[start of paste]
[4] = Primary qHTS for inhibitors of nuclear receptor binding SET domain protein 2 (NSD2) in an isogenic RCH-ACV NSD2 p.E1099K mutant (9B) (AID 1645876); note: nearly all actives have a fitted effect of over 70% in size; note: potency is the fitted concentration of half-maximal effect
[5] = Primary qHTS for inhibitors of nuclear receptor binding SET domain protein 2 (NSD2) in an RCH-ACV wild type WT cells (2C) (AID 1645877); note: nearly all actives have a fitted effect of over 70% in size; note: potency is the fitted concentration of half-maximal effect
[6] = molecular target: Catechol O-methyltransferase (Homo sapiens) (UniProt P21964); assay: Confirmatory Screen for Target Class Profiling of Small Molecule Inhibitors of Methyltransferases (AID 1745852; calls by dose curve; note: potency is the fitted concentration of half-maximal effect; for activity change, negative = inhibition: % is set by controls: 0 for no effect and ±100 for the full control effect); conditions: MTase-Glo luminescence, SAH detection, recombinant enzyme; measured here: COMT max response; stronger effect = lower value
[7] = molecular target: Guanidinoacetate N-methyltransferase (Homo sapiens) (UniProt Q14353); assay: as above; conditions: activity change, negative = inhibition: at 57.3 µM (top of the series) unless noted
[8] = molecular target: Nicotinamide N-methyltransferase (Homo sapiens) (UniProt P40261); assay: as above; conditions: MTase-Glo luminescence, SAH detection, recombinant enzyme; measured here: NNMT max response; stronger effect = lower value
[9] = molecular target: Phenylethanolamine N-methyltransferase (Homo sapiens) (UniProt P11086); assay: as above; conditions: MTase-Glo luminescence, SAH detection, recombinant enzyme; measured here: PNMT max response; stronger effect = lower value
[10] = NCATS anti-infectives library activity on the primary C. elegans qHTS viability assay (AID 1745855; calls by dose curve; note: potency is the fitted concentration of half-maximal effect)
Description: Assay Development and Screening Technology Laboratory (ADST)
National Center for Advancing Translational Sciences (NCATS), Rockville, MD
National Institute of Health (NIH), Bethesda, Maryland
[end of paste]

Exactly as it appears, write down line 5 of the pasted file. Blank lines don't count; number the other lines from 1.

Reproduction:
[8] = molecular target: Nicotinamide N-methyltransferase (Homo sapiens) (UniProt P40261); assay: as above; conditions: MTase-Glo luminescence, SAH detection, recombinant enzyme; measured here: NNMT max response; stronger effect = lower value